- By adding fertilizer to houseplants, they get adequate nutrients to grow and maintain their health.
- Fertilizer typically displays three numbers, referred to as the N-P-K ratio.
- Nitrogen (N): Necessary for the development of the plant’s leaves and stems.
- Phosphorous (P): Used in photosynthesis and formation of DNA and cell membranes, as well as for root growth and flowering.
- Potassium (K): Essential for photosynthesis, respiration, and water balance regulation. Also for the growth and development of roots and shoots.
- Plants typically need fertilization every four to six weeks during the growing season from March to September.
- Avoid or give very little fertilizer during the winter months because many plants go dormant and don’t need as many nutrients.
- There are several types of fertilizers available for indoor plants:
- Liquid fertilizer
- Granular fertilizer**
- Organic fertilizer
- Fertilizer sticks
**Click here to skip down to what fertilizer we like the best. We use it ourselves and have had great success.
Table of Contents
- 1 Key Takeaways
- 2 Why Fertilize Houseplants?
- 3 When and How Often to Fertilize Plants?
- 4 Types of fertilizers
- 5 FAQ
- 6 References
Houseplants can brighten up any room, but some plants need to be fertilized regularly to stay healthy.
When you fertilize houseplants, you give them the nutrients they need to grow.
We will discuss and compare different kinds of fertilizers, the best time to feed them, and how to fertilize houseplants.
For more information on houseplants, please visit our Houseplants main page.
Why Fertilize Houseplants?
Houseplants require adequate nutrients to grow and maintain their health.
Fertilizing houseplants provides them with essential nutrients that may be lacking in the soil, especially when they grow in containers with limited resources.
Fertilization, when done correctly, supports healthy growth, blooming, or the production of new leaves and helps plants resist diseases and pests.
Nutrients Required for Houseplants
Nutrients needed by plants are divided into two categories: macronutrients and micronutrients.
There are three primary macronutrients necessary for healthy houseplant growth: nitrogen (N), phosphorus (P), and potassium (K). These macronutrients are typically indicated on fertilizer packaging as N-P-K ratios.
Understanding fertilizer labels is essential for selecting the right nutrient blend for your houseplants. A fertilizer label typically displays three numbers, referred to as the N-P-K ratio.
- Nitrogen (N): Formation of proteins, nucleic acids, and chlorophyll. It is also necessary for the development of the plant’s leaves and stems, as well as its overall growth.
- Phosphorous (P): Involved in processes such as photosynthesis, respiration, and energy transfer. It is also necessary for the formation of DNA and cell membranes, as well as for root growth and flowering.
- Potassium (K): Essential for processes such as photosynthesis, respiration, and water balance regulation. It is also necessary for the activation of enzymes involved in protein and carbohydrate synthesis, as well as the growth and development of roots and shoots.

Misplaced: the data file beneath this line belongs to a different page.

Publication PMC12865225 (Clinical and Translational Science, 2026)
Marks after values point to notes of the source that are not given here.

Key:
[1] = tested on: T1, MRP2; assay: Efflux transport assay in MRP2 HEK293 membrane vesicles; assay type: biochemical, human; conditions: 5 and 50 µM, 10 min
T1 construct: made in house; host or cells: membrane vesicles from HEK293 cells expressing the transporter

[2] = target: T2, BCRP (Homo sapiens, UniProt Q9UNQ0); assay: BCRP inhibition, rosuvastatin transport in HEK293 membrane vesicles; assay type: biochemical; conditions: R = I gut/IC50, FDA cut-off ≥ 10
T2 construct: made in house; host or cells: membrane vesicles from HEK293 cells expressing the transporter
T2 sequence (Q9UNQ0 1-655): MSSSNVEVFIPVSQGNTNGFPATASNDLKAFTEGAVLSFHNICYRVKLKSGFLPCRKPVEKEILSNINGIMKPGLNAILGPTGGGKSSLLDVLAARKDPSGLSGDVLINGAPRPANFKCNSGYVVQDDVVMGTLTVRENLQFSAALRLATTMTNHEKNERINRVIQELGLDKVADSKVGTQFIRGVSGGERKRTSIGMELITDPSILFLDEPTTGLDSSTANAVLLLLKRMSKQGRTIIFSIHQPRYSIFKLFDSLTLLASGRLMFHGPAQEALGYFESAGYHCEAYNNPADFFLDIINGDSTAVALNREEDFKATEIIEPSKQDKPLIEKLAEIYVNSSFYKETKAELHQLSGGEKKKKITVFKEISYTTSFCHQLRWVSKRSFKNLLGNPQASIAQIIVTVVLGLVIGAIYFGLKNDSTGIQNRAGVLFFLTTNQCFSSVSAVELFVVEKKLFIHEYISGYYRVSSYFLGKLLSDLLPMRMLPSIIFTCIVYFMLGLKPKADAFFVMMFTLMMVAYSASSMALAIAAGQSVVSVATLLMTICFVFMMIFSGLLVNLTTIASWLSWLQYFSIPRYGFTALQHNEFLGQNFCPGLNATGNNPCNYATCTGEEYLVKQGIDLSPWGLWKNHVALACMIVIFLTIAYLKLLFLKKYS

Plants also require micronutrients such as calcium, magnesium, and sulfur, as well as trace elements like iron, manganese, zinc, copper, molybdenum, and boron for optimal growth.
- Iron (Fe): Involved in processes such as photosynthesis, respiration, and nitrogen fixation.
- Manganese (Mn): Contributes to photosynthesis and respiration. It also aids in the activation of enzymes involved in carbohydrate breakdown and nitrogen metabolism.
- Zinc (Zn): Helps with photosynthesis and respiration. It also helps to activate enzymes involved in carbohydrate digestion and nitrogen metabolism.
- Copper (Cu): Photosynthesis, respiration, and the formation of lignin are all processes that copper is involved in. Also aids in the activation of enzymes involved in ethylene synthesis.
- Boron (B): Many processes, including cell wall formation, pollen tube growth, and calcium uptake, rely on it. It also aids in the activation of enzymes involved in carbohydrate and nucleic acid metabolism.
When and How Often to Fertilize Plants?
Unfortunately, there is no straight answer on the timing and frequency you fertilize your houseplants.
Generally speaking, indoor plants such as monstera, philodendrons, and succulents typically require fertilization every four to six weeks from the end of March to the middle of September.
However, the general rule for all plants is fertilization is beneficial to most houseplants during their active growing season, which is usually spring and summer. Avoid fertilizing during the winter months because many plants go dormant and don’t need as many nutrients during this period of the year.
Also, any fertilizer you use should be diluted to half the recommended strength for the several times you give it to your plant. We highly suggest that you follow the label directions for fertilizer and dilute the solution.
Over-fertilization can be harmful to your plants because it causes an accumulation of excess salts, which can cause root and leaf burn.
It is critical to exercise caution when it comes to the amount and frequency of fertilization.
Keep an eye out for signs of overfertilization, such as yellowing leaves or stunted growth. If you suspect a problem, water the soil to help remove excess fertilizer salts.
The bottom line is always on the conservative side and fertilizes as little as possible because you do not want your plant to be overfertilized.
Types of fertilizers
There are several types of fertilizers available for indoor plants, and each type has its own advantages and disadvantages. Below, we go over the various types you can use.